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Install Ubuntu Server

December 10th, 2020 - IT(2 mins)

So, after the CentOS news, I went on to search another release-based distribution. The obvious choice now is Ubuntu server (20.04 LTS at the time of writing).

Here are my steps to install the server on VMWare ESXi

Prerequisites

First, you have to download the ISO:

  • Go to the site
  • Select to download the ISO
  • Upload the iso to the ESXi machine so VMWare can find it.

Next step is to set up the VM:

  • I chose a 4 CPU/8GB RAM/24GB HDD.
  • I also set up a fixed MAC address for the NIC, because the DHCP server assigns the same IP address based on the MAC address.
  • I pointed the ‘CD/DVD’ to the freshly downloaded ISO.

Note: The number of CPUs and memory can be adjusted later (all you need is to shut down the VM). I found that for installation, about 4GB RAM is OK.

Note: You can set a thick and a thin disk. The difference between the two is that a thick disk is preallocated and can exceed the specified size (read: can grow above the specified size). A thin disk will be preallocated to the specified size, but it will not exceed it.

Installation

Installation is mostly ‘going through the motions’.

Boot up

First we need to wait that the system boots up:

boot

Language and keyboard

We start by selecting the language:

language

If there’s a more recent installer, you’ll get hte option to download and use it:

installer

We select the keyboard and flavour:

keyboard

Networking

Next step is to select the network:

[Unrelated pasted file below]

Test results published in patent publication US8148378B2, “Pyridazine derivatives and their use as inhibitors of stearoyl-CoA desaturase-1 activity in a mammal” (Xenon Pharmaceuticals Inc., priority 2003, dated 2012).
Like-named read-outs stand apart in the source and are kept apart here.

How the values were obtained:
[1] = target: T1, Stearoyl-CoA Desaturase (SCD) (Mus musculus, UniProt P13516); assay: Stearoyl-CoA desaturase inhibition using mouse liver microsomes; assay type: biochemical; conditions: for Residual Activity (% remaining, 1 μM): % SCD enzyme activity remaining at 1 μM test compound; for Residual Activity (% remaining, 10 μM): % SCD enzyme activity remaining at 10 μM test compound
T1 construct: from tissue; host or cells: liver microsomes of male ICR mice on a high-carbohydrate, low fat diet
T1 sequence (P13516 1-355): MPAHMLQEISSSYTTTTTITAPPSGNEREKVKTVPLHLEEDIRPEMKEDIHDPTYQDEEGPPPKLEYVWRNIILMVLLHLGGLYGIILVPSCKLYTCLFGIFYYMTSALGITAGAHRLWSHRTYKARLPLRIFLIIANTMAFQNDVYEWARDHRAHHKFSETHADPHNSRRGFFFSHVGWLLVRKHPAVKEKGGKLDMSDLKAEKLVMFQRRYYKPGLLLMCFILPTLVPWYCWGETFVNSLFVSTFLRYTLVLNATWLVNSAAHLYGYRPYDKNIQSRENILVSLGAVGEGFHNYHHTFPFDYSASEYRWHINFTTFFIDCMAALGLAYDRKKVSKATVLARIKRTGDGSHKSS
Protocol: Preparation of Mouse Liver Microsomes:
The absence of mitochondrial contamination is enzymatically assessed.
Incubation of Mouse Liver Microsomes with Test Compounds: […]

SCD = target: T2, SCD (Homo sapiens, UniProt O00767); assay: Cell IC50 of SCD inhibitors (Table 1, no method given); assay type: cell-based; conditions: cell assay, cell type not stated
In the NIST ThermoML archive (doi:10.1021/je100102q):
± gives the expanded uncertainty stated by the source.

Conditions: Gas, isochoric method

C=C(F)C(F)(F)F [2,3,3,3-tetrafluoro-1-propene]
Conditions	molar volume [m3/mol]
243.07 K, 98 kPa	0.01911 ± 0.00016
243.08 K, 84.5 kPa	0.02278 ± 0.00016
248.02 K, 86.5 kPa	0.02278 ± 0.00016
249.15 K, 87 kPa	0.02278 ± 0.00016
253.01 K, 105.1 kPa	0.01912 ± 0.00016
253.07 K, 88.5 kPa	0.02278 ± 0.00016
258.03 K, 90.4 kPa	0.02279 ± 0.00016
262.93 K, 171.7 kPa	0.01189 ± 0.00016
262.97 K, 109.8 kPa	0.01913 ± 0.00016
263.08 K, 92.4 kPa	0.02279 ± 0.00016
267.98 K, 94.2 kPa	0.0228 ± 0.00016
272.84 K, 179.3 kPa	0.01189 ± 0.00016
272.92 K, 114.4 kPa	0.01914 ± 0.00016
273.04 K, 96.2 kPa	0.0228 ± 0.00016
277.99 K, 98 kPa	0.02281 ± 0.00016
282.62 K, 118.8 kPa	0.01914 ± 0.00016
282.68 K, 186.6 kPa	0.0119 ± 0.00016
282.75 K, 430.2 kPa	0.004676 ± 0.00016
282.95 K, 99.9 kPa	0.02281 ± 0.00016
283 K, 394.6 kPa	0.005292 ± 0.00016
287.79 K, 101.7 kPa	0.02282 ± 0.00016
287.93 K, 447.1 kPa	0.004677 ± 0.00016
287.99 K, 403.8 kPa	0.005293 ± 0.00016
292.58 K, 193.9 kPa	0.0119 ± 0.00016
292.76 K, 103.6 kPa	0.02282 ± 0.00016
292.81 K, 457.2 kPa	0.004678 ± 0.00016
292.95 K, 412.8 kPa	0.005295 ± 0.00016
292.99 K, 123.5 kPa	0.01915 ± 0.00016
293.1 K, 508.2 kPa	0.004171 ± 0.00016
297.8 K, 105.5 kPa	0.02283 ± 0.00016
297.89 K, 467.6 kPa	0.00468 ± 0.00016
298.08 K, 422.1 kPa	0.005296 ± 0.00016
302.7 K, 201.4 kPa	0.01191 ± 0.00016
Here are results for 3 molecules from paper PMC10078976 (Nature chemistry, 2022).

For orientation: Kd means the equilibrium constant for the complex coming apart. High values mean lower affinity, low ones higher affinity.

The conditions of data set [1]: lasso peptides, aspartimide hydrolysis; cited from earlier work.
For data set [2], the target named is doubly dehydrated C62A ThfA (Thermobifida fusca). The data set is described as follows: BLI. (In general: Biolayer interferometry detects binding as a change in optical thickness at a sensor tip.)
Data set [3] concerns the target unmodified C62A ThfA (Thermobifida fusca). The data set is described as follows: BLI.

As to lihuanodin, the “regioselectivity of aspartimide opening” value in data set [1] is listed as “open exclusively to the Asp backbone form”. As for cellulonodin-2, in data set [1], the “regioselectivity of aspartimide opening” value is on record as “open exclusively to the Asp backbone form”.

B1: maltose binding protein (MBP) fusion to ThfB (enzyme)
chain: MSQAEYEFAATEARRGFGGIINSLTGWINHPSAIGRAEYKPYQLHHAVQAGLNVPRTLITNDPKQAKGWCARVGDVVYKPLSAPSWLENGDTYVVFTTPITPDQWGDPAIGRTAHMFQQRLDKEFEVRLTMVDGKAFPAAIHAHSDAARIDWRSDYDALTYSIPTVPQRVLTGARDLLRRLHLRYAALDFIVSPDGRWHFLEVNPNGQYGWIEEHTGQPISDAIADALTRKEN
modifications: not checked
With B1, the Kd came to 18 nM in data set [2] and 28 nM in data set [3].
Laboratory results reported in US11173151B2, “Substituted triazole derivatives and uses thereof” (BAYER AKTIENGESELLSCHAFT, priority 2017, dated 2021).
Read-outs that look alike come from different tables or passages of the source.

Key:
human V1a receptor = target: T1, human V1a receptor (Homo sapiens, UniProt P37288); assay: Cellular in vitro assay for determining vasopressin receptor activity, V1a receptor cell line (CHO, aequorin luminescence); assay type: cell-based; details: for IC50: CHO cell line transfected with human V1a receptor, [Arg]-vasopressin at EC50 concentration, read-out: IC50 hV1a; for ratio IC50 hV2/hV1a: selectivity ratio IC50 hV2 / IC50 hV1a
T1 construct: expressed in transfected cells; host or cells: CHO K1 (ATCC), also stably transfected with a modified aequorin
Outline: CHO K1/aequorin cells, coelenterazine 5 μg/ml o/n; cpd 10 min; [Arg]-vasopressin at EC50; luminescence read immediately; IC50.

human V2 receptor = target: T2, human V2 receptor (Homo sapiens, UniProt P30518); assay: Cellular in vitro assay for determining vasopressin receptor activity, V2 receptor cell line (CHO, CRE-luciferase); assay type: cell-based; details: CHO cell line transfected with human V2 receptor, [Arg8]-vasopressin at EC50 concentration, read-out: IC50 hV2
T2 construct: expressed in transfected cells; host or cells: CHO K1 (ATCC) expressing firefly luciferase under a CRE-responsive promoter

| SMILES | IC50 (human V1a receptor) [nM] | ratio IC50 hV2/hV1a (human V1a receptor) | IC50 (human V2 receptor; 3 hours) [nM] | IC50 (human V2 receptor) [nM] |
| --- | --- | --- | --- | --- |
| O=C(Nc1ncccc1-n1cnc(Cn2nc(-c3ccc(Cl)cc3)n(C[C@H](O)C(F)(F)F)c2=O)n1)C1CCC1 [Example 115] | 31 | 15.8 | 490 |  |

network

Here, I’ve left the DHCP, because I’ve had the address fixed via the MAC address.

If you have a proxy, you have the chance to set it up here:

proxy

Next step is to select the mirror from where Ubuntu will download its packages needed for install.

mirror

Note: Ubuntu will download quite a few packages, so it might be a good idea to figure out which mirror is faster from you before you move to the next step.

Size the disk

Normally, the default disk configuration is OK.

disk

If you’re worried about the data, you can encrypt it.

You can see the summary then:

disk summary

Once you’re happy, you’ll be asked to confirm the disk set up:

confirm

Configuration

Now, we set the machine name and the ‘root’ credentials. As you probably know already, ubuntu makes profuse use of the sudo command, so the user you set up here will have sudo capabilities.

profile

Once you did that, you are provided with the opportunity to install OpenSSH:

ssh

An then some popular snaps like docker:

snaps

Once you hit ‘Done’, the installation will start.

setup

Note the install will take a while as it downloads a number of packages off the mirror you have set up at the beginning. If you get bored, feel free to look at the logs! :)

logs

HTH,

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A little experiment: